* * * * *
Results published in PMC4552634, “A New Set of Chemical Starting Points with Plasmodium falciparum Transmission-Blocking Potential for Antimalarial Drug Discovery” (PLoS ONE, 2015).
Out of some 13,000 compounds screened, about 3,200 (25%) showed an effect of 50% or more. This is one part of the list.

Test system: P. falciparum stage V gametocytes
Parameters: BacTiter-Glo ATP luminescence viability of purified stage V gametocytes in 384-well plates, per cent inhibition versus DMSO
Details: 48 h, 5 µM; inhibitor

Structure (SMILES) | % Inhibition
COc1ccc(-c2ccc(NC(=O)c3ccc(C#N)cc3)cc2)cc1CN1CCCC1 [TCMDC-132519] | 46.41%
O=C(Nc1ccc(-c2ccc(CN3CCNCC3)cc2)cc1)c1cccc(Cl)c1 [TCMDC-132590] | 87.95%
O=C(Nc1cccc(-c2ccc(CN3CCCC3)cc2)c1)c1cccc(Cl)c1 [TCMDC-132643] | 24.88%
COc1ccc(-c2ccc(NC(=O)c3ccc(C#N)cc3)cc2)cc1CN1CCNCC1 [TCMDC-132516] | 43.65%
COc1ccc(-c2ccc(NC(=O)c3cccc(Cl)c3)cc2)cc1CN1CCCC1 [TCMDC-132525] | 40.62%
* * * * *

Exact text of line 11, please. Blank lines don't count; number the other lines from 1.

COc1ccc(-c2ccc(NC(=O)c3cccc(Cl)c3)cc2)cc1CN1CCCC1 [TCMDC-132525] | 40.62%